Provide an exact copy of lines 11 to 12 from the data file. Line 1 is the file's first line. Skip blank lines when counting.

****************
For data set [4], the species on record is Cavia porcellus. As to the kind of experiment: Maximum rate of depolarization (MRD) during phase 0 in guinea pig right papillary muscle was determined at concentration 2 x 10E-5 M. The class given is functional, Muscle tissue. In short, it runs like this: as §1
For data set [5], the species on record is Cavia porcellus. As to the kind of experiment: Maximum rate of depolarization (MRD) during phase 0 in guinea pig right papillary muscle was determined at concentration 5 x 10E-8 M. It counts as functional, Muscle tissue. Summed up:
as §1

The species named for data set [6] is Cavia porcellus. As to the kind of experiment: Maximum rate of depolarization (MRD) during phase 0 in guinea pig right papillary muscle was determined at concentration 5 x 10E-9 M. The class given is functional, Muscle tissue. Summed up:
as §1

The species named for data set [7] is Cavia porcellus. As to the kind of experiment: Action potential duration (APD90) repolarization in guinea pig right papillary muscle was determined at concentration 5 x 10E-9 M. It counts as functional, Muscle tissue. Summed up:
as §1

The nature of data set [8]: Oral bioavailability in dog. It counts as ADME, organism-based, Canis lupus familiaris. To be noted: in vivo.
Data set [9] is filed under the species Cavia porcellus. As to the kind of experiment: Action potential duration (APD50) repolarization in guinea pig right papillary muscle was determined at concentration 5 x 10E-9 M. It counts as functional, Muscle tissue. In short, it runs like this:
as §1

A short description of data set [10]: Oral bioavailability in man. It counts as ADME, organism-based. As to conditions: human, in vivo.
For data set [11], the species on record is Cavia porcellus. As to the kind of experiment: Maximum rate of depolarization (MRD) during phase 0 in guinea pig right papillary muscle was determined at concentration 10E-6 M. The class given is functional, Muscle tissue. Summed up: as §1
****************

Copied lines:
A short description of data set [10]: Oral bioavailability in man. It counts as ADME, organism-based. As to conditions: human, in vivo.
For data set [11], the species on record is Cavia porcellus. As to the kind of experiment: Maximum rate of depolarization (MRD) during phase 0 in guinea pig right papillary muscle was determined at concentration 10E-6 M. The class given is functional, Muscle tissue. Summed up: as §1